There's great agencies that that help companies think about that. That's beyond our scope. We're really just trying to ignite that individual level and let that go from there. Right? And all kinds of things come up. People say, I am gonna get involved in that ERG to support. Black employees here or I really do wanna step up on this board that I've been asked to join at home, you know, and donate more and volunteer more or, you know what?
I hate that board. I hate the meetings, but I love the cause. So I'm gonna quit the board and start volunteering twice a week, cuz that part I love and it's totally energizing for me. So anyway, it's really just about getting. Pretty specific and action oriented and performance oriented, frankly, with your approach to purpose on an individual level.
Again, the the organizational piece certainly can follow, but not if people aren't in their own. Purpose.
I love that. And that is what is the connection? I think people can bring their better versions of themselves and realize if they're the good fit for that type of organization. And h how to be aligned with our organization if they really work on that journey.
And I think with your book now, you mentioned a little bit about this. Fairs of impact, and then you have the spectrums of Impact and it's Nell's book. It's very practical, pragmatic. You have these frameworks, these tools to implement all of these things that I've, I've been starting to try how to do it and how it works.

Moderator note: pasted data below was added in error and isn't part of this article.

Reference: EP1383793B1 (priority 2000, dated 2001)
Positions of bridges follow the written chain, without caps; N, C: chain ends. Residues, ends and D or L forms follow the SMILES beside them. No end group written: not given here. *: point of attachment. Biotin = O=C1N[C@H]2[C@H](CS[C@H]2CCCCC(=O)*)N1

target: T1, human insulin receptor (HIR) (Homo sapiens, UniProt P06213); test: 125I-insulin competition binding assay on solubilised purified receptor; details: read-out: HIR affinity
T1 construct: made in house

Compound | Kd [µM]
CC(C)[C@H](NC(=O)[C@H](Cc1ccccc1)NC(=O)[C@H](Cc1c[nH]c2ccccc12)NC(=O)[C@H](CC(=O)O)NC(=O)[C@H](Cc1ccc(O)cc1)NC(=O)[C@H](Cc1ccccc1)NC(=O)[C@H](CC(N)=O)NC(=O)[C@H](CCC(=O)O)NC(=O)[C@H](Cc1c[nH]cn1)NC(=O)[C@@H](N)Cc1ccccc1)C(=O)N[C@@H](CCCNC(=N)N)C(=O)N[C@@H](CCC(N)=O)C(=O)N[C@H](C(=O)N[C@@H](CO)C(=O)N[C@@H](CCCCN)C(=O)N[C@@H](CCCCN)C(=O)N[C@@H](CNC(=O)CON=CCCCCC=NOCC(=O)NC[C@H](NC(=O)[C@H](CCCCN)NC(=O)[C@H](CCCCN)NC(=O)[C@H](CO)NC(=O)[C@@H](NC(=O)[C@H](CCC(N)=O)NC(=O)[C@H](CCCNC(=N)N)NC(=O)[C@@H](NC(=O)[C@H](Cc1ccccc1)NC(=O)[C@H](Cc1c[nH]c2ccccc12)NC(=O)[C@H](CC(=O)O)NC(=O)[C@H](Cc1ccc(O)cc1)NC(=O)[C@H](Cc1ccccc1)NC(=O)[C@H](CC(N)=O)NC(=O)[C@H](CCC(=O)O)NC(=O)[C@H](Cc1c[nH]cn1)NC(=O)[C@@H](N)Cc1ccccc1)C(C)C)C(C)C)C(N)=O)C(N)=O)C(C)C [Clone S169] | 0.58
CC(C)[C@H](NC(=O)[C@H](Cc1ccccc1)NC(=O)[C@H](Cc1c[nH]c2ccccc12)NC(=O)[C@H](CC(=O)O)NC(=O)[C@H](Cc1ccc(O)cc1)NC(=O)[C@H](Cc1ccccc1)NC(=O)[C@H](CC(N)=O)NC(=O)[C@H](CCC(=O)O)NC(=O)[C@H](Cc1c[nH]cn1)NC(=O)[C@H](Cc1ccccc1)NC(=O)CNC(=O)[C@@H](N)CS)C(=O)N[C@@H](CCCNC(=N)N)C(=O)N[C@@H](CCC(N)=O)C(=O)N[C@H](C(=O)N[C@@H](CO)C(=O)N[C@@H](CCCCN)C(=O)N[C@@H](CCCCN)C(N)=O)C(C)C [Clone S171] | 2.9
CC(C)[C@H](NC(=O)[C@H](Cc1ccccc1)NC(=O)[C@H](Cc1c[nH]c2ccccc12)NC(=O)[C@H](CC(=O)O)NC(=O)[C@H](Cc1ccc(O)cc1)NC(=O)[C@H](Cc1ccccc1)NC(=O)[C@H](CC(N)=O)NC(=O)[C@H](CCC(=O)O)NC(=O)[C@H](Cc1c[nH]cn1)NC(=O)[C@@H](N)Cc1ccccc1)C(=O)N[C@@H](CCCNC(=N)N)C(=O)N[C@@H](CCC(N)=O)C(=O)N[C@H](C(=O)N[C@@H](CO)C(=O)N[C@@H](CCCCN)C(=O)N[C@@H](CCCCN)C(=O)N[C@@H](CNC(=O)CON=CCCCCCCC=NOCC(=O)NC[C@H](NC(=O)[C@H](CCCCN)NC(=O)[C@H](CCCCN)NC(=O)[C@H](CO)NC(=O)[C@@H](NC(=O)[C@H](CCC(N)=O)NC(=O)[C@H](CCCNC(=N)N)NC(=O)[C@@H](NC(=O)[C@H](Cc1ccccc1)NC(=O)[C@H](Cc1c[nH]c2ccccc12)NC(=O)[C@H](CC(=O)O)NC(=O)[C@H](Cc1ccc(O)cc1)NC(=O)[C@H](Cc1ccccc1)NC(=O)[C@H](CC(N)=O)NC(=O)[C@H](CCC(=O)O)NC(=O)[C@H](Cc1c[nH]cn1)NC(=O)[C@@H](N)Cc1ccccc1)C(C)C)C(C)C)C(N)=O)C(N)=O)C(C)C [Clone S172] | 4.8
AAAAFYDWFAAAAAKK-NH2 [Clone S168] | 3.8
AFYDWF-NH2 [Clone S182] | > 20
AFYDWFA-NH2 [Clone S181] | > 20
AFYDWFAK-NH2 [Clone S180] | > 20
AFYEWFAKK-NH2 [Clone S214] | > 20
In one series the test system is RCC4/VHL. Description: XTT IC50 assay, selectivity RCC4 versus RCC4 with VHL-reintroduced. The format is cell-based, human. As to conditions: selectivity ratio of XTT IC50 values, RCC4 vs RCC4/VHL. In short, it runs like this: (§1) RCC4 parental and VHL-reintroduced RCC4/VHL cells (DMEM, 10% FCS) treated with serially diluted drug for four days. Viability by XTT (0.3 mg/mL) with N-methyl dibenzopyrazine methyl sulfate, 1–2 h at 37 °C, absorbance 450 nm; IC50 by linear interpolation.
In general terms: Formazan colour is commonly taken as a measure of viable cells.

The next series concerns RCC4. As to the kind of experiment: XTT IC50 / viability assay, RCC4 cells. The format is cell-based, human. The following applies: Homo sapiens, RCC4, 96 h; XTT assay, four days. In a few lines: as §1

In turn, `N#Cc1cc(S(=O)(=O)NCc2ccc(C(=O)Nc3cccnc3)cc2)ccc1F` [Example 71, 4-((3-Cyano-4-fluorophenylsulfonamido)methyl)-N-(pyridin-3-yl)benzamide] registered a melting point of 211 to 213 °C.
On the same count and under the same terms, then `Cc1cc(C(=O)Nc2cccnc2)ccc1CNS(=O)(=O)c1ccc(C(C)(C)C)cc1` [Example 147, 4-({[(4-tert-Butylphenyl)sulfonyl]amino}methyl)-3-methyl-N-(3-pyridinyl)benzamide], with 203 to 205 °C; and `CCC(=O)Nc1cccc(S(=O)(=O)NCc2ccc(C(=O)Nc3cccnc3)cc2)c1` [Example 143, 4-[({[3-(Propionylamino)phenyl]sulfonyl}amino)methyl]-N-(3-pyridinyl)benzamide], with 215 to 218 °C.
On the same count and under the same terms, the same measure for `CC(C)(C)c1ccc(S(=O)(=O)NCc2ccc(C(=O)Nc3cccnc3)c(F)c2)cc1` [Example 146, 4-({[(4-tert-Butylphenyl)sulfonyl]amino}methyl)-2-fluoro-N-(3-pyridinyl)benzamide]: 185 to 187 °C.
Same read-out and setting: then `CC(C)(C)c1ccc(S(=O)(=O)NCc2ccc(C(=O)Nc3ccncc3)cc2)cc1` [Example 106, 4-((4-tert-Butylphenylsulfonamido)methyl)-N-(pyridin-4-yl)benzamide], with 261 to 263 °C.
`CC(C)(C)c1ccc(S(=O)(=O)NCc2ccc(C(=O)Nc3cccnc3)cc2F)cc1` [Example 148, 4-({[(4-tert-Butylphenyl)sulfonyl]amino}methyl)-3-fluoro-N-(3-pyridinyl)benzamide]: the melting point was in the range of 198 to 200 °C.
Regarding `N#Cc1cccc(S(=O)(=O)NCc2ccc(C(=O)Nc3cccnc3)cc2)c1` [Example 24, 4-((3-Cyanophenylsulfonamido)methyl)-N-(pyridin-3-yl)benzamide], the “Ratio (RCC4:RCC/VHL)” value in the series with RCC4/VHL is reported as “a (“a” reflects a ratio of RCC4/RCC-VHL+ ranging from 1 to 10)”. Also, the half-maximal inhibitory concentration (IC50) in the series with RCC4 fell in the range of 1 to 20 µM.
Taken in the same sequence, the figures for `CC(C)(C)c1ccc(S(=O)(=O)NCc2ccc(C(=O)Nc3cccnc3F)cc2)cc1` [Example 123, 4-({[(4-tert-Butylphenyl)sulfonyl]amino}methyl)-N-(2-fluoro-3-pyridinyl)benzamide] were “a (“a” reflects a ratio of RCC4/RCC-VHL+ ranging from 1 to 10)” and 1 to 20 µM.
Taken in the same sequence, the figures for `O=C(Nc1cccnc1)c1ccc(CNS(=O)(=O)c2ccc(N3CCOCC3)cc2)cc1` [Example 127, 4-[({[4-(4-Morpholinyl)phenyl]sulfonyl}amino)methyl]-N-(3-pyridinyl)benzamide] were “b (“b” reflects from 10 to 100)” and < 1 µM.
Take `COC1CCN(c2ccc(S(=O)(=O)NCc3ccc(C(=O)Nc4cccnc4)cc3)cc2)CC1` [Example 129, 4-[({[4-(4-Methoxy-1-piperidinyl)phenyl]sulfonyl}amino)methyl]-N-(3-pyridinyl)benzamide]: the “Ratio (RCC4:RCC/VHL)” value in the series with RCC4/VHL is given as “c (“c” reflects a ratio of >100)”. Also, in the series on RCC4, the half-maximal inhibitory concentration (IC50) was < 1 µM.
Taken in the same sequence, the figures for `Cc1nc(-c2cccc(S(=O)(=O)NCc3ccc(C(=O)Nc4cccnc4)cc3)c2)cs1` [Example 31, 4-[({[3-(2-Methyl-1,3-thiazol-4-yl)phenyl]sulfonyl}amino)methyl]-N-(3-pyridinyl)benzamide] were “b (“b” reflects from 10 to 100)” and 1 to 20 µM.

And you talk about the three dimensions that you mentioned a little bit, the me, the we, and the world to think about our impact through these three dimensions of three lenses. And also it's very interesting that you talk about kind of the spectrum of impact that we're currently in. And you talk about four different types of spectrums.
Can you talk a little bit more about that?
Yeah, absolutely. So having worked in nonprofit with government agencies in the private sector, you know, experiencing business school and and that world with my classmates, my point that I wanted to really. Share with people was, it's not about retiring and going to volunteer, right?
Or, you know, having a big exit and then, you know, starting a family foundation or something. We need like bagel makers and investment bankers and shoemakers and dog walkers and restaurant owners, right? We need everyone who is connected to their own purpose and the impact that that business has has on the world.
Right? In, in the US the not-for-profit space is about 7% of G D P, and from my view, We don't need 7% of change. We need like 77% or maybe 97% of change. Um, so if the, if the private sector doesn't get involved, it's just not enough, right? I mean, if you just think about environmentally carbon emissions, the nonprofit space can help lobby, government can make regulations.
Those are all. Essential things, but if business doesn't really get creative and, and step up to figure out how to reduce their carbon output, it, it's just, you know, game over. Um, so the amazing opportunity that that brings up is that every human everywhere, no matter their role, can. Have social environmental impact.
And so the spectrum specifically is from the government space, right? The public sector, which by definition, and I know that in reality and in execution, this is different sometimes, but by def definition, the public sector exists. Solely and specifically to serve the community, right, to provide services, roads, protection schools and such.